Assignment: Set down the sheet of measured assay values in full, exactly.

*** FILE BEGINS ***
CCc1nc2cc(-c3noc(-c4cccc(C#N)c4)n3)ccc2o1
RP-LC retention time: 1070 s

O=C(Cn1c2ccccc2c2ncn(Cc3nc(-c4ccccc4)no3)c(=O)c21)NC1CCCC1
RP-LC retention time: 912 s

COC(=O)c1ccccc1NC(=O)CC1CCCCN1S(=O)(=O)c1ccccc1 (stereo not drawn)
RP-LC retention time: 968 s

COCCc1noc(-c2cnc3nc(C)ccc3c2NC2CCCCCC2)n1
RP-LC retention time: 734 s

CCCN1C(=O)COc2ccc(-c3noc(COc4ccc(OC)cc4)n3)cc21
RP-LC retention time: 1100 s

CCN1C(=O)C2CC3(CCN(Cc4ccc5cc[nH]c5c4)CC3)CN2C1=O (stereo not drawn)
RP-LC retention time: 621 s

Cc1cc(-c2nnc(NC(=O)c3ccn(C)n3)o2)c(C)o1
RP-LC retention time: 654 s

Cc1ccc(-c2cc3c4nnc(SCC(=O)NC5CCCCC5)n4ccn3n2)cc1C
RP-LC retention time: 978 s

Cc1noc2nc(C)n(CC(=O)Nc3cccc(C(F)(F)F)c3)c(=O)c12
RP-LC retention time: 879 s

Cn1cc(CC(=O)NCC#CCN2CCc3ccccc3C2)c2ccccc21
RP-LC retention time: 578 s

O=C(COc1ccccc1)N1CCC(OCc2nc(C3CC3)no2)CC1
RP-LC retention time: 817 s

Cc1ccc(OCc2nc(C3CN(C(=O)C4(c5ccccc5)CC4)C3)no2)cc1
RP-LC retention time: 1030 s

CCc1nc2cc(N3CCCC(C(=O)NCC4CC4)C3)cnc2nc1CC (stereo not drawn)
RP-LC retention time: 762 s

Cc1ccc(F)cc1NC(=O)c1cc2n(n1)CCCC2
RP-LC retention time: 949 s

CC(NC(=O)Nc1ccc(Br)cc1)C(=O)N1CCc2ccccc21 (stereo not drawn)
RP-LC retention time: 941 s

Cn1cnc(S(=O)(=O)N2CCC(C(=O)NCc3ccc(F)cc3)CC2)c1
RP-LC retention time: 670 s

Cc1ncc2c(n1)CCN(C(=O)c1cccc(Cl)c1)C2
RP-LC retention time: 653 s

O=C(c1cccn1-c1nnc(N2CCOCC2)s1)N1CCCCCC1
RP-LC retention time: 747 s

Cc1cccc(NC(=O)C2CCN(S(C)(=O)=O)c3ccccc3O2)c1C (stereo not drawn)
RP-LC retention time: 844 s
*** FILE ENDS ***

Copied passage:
CCc1nc2cc(-c3noc(-c4cccc(C#N)c4)n3)ccc2o1
RP-LC retention time: 1070 s

O=C(Cn1c2ccccc2c2ncn(Cc3nc(-c4ccccc4)no3)c(=O)c21)NC1CCCC1
RP-LC retention time: 912 s

COC(=O)c1ccccc1NC(=O)CC1CCCCN1S(=O)(=O)c1ccccc1 (stereo not drawn)
RP-LC retention time: 968 s

COCCc1noc(-c2cnc3nc(C)ccc3c2NC2CCCCCC2)n1
RP-LC retention time: 734 s

CCCN1C(=O)COc2ccc(-c3noc(COc4ccc(OC)cc4)n3)cc21
RP-LC retention time: 1100 s

CCN1C(=O)C2CC3(CCN(Cc4ccc5cc[nH]c5c4)CC3)CN2C1=O (stereo not drawn)
RP-LC retention time: 621 s

Cc1cc(-c2nnc(NC(=O)c3ccn(C)n3)o2)c(C)o1
RP-LC retention time: 654 s

Cc1ccc(-c2cc3c4nnc(SCC(=O)NC5CCCCC5)n4ccn3n2)cc1C
RP-LC retention time: 978 s

Cc1noc2nc(C)n(CC(=O)Nc3cccc(C(F)(F)F)c3)c(=O)c12
RP-LC retention time: 879 s

Cn1cc(CC(=O)NCC#CCN2CCc3ccccc3C2)c2ccccc21
RP-LC retention time: 578 s

O=C(COc1ccccc1)N1CCC(OCc2nc(C3CC3)no2)CC1
RP-LC retention time: 817 s

Cc1ccc(OCc2nc(C3CN(C(=O)C4(c5ccccc5)CC4)C3)no2)cc1
RP-LC retention time: 1030 s

CCc1nc2cc(N3CCCC(C(=O)NCC4CC4)C3)cnc2nc1CC (stereo not drawn)
RP-LC retention time: 762 s

Cc1ccc(F)cc1NC(=O)c1cc2n(n1)CCCC2
RP-LC retention time: 949 s

CC(NC(=O)Nc1ccc(Br)cc1)C(=O)N1CCc2ccccc21 (stereo not drawn)
RP-LC retention time: 941 s

Cn1cnc(S(=O)(=O)N2CCC(C(=O)NCc3ccc(F)cc3)CC2)c1
RP-LC retention time: 670 s

Cc1ncc2c(n1)CCN(C(=O)c1cccc(Cl)c1)C2
RP-LC retention time: 653 s

O=C(c1cccn1-c1nnc(N2CCOCC2)s1)N1CCCCCC1
RP-LC retention time: 747 s

Cc1cccc(NC(=O)C2CCN(S(C)(=O)=O)c3ccccc3O2)c1C (stereo not drawn)
RP-LC retention time: 844 s